Hers is the kind of voice that you’ve known since before your time here on earth. Its lilt captures you.
The first time I heard Tita Lima, the artist from São Paulo was on an American label. The straight-forward format of that release gave a firm foundation for her voice to rise above.
Tita’s latest release, Possibilidades brings forth a whole new realm of ideas, or as the title says, possibilities. Seamlessly mixing Brazilian music roots with contemporary influences, Tita’s work masterfully creates global music mashups. And this is what we’re looking for from musicians whose country has such a rich legacy as Brazil, which has brought the world the Tropicália movement and the Trama label, to name just two.
Tita’s warm, soulful undercurrents and hornlike phrasing have a jazz quality we haven’t heard for a long while. We have to give thanks to Mr. Garth Trindidad whose life, as Tita said, “is music.” The KCRW dee-jay was given a demo of Tita by one of her friends and, being the musical educator he is, put a track on the air. Garth’s colleague, Aaron Byrd, has been spinning some of Tita’s latest on his show.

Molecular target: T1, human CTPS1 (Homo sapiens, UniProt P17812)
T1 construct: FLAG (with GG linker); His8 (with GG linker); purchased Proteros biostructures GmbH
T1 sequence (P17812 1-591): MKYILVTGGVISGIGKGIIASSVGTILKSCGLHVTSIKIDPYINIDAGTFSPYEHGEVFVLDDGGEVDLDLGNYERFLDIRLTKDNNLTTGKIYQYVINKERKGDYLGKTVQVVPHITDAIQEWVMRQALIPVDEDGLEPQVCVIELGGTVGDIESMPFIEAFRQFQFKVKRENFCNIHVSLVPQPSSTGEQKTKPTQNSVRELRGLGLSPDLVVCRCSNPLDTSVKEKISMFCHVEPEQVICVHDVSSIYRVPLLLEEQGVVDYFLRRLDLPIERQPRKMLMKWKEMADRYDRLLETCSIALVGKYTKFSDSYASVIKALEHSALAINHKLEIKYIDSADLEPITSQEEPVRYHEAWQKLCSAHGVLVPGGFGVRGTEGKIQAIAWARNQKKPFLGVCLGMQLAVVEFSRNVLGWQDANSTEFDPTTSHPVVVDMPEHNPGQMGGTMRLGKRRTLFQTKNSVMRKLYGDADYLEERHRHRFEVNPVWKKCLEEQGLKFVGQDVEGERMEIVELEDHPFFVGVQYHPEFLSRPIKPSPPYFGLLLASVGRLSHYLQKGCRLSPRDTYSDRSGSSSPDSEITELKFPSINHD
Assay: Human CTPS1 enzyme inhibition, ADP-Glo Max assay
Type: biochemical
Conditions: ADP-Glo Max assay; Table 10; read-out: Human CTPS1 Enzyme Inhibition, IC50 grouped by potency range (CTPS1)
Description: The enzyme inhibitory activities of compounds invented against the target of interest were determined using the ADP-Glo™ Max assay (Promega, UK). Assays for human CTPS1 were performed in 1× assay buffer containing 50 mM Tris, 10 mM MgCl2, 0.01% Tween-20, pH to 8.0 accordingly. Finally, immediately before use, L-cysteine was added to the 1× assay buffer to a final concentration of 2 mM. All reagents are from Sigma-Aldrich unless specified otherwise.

One of the hardest working men in music, Grupo Fantasma’s Ardrian Quesada, laid down three tracks on Possibilidades and it’s a partnership that I hope will continue. One of the most moving songs I’ve heard in the past five years is Ocote Soul Sounds’ “Vendendo Saude e Fei,” a song written by Quesada and Martín Perna. Tita’s evocative phrasing is perfectly captured on that piece, with Q’s acoustic guitar play providing a driving rhythm upon which Tita’s voice floats like summer clouds over a peaceful ocean.
Titles include the dub “Mundo Pequeno”, the funky “Jardim”, the straight up sensual “Ciranda”, and “So O Comeco”, the one I’ve had on repeat for the past two weeks.
Given that one of her heroines is Nina Simone, we shouldn’t be surprised Tita took chances on this album and made it her own. It paid off. This is music that is classic and 21st century, subtle and powerful.